DRAWING LIFE by fred hatt


Why Art Doesn’t Pay

Filed under: Art and Society — Tags: , — fred @ 00:17
For the Love of God, 2007, by Damien Hirst

For the Love of God, 2007, by Damien Hirst

Well of course, art pays if you’re Damien Hirst, and music plays if you’re Madonna, and acting pays if you’re Brad Pitt.  But all of the creative professions have the same system, in which a small number of stars become fabulously wealthy and famous, while the vast majority working in the field barely get by or even have to do unrelated work to subsidize their own creative output.

Of course there’s an awful lot of crappy art out there, but I think most people that know something about the creative arts would agree there’s also a lot of good stuff that really never gets rewarded, as well as some crap that gets richly rewarded indeed.

The fact is the arts have a terrible supply/demand imbalance.  I think this applies to all the arts fields – visual arts, literature, and performing arts.  There are a great many more creative, talented and dedicated people than our culture has any need of or interest in.  Have you ever wondered why this is so?

We know human beings have had painting and music since the time of the Paleolithic “Creative Explosion” around 45,000 years ago at the very latest.  For thousands of generations, most people lived in relatively small villages or tribal groups, perhaps five to thirty families.  Each one of these communities needed people to fulfill a number of important roles.  Every village needed some who could lead and organize others, some who could make and build things, some who could fight and defend, some who could trade and deal with outsiders, some who understood the signs of nature, some who could heal and maintain, some who could prepare food, and so on.  Every village needed its brave ones, its clever ones, its wise ones, and its creative ones.  Stories, dances, music and images were a vital aspect of community identity and cohesion.  Adaptively, humans developed in such a way that every village would have enough people to fulfill all these essential roles, including the creative ones.

These human talents and tendencies still occur in the same proportion of the overall population, and for most of the roles those proportions are still appropriate.  A cook can only feed so many people, a doctor can only treat so many, a manager can only organize so many, and a warrior can only defend so many.  Thus many are still needed and the ancient distribution of talents works fairly well.

In the arts, alas, it no longer works this way.  Mass reproduction and mass marketing have developed over the last couple of centuries to the point that a tiny number of artists can meet the cultural needs of millions of people.  In the popular arts, very few artists are truly popular.  Who wants to listen to the local singer-songwriter when you can listen to a Bob Dylan record instead?  I’m sure Dylan’s better than the local troubadour. Who needs the local sign painter when you can franchise a familiar logo?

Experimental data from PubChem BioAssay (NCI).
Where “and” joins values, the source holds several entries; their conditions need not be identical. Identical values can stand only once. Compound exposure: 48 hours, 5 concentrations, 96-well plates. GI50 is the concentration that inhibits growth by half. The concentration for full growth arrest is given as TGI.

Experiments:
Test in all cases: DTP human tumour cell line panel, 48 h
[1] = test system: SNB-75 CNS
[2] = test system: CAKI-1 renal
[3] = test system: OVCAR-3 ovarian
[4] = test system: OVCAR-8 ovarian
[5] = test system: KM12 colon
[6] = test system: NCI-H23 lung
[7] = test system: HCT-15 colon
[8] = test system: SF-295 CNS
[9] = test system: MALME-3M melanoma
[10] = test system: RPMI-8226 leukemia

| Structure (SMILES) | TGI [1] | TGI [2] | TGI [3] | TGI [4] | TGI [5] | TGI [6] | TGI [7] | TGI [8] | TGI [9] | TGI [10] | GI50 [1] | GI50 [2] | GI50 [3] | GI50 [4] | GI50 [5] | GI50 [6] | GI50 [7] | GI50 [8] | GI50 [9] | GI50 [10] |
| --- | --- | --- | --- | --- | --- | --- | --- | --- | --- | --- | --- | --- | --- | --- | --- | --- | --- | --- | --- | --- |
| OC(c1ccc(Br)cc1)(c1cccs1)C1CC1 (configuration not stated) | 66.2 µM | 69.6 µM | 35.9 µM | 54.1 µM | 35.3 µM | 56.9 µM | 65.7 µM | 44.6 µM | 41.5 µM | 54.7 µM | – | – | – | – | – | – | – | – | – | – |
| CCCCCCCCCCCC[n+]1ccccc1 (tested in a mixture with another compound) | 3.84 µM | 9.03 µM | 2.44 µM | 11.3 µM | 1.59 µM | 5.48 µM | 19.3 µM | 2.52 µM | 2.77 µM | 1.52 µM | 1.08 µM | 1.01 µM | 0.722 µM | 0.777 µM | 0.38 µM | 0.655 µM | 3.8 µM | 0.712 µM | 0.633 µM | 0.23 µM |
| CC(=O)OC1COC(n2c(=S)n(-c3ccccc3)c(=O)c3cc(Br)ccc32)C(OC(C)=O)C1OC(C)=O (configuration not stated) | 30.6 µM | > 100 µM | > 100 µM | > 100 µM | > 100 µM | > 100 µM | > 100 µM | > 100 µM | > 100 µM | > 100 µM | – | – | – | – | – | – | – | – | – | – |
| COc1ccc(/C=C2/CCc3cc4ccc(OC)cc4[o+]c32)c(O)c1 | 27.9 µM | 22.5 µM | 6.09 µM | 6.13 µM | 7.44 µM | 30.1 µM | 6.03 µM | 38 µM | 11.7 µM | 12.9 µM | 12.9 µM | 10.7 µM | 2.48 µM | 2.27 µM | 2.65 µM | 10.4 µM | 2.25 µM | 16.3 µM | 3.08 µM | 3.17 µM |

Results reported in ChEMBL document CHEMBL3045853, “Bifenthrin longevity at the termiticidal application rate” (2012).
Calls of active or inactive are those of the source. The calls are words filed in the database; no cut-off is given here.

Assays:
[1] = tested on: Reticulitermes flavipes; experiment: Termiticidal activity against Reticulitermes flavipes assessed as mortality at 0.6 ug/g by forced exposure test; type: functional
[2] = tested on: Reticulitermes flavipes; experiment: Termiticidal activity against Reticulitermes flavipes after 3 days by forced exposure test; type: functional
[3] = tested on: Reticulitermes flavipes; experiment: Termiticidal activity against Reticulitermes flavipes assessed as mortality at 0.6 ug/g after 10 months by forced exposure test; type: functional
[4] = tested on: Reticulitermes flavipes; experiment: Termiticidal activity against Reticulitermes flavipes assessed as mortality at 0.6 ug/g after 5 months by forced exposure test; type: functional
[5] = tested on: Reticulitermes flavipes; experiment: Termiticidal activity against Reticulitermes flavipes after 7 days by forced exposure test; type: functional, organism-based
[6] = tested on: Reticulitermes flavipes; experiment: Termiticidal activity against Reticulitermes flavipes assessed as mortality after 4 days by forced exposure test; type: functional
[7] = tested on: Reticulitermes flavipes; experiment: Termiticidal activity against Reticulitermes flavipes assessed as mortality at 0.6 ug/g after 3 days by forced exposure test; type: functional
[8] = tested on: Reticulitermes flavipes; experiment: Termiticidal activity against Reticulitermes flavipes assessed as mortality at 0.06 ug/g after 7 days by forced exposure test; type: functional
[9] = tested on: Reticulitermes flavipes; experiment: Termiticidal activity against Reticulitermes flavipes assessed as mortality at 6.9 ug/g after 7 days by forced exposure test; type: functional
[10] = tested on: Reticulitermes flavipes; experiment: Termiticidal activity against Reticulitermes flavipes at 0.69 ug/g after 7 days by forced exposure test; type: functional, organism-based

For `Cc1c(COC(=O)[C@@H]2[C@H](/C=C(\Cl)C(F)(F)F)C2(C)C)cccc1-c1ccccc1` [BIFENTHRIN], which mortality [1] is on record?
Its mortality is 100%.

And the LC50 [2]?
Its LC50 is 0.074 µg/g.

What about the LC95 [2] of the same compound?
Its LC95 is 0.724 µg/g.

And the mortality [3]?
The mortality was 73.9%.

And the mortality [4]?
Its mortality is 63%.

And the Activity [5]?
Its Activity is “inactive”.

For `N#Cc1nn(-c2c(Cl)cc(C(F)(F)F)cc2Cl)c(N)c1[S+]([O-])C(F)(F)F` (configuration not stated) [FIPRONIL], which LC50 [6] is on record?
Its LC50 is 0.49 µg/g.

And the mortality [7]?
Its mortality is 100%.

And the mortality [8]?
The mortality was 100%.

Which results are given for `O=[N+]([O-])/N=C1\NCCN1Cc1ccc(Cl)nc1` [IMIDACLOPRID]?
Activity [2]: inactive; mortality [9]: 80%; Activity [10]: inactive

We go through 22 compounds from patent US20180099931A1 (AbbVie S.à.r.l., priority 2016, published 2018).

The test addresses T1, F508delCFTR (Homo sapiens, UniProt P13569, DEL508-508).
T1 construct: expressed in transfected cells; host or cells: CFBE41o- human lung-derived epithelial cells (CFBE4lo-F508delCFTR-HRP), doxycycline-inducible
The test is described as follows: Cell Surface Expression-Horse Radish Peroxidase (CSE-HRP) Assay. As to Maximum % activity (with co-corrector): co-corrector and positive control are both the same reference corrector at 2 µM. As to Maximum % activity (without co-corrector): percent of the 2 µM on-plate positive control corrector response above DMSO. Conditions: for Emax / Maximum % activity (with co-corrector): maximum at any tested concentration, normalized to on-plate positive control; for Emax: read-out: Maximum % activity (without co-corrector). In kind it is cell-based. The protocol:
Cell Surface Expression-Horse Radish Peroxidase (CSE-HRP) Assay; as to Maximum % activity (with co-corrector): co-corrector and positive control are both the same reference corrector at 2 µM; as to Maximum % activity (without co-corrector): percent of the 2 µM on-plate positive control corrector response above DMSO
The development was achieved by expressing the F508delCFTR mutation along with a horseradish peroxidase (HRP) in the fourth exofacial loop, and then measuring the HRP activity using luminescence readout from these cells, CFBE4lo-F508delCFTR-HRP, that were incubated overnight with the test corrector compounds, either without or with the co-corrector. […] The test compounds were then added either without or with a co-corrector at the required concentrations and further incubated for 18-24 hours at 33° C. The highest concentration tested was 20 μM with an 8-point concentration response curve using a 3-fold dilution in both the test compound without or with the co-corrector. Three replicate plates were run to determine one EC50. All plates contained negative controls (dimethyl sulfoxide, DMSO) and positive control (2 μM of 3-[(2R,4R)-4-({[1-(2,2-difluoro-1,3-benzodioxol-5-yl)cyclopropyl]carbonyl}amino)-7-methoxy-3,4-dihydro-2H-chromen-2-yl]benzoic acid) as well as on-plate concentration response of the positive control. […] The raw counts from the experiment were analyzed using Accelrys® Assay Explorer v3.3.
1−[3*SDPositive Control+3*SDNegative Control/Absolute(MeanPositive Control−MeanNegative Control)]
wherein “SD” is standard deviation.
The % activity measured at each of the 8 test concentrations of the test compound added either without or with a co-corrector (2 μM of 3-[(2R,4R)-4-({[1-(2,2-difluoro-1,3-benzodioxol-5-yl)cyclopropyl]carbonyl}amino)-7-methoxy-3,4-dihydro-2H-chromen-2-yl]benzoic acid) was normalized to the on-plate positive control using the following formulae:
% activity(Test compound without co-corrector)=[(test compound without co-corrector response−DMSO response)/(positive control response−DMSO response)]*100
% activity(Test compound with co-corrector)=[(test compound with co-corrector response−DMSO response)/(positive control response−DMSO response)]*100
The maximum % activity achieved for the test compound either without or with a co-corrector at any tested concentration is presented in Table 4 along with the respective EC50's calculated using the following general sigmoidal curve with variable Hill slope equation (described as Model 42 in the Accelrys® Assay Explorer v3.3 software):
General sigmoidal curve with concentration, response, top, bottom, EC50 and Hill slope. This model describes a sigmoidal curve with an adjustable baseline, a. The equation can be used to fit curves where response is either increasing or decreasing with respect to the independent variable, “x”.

Workers in the “fine arts” or “high culture” have experienced something similar with the development of an international system of widely hyped art stars.  Mostly, artists have responded by becoming even more elitist and pretentious, as if by making their work less accessible to the uninitiated they can make it more precious to the insular intelligentsia.  Of course they succeed in making their work of no interest whatsoever to most people, but still very few succeed in becoming stars.  But even with the terrible odds, many artists seem to be motivated more by the specter of stardom than by the everyday rewards of creative practice and human sharing.

Perhaps this is already beginning to change.  The kind of mass cultural mainstream that existed twenty or thirty years ago has been terribly fragmented.  Probably no musician will ever again reach the mass audience the Beatles reached, and no television show will equal the audiences of “I Love Lucy” or “MASH”.  The internet seems to be atomizing the culture into small affinity groups, and maybe this is an opportunity for creative people to return to something like their traditional positions as voices of communities.  But the electronic communities lack the intimacy and familial bonds of traditional local communities.  Will they have real cohesion?  Will they support their artists?

The illustration for this post is, at a price of one hundred million dollars, the most expensive piece of contemporary art ever created, by one of the contemporary art world’s biggest stars.

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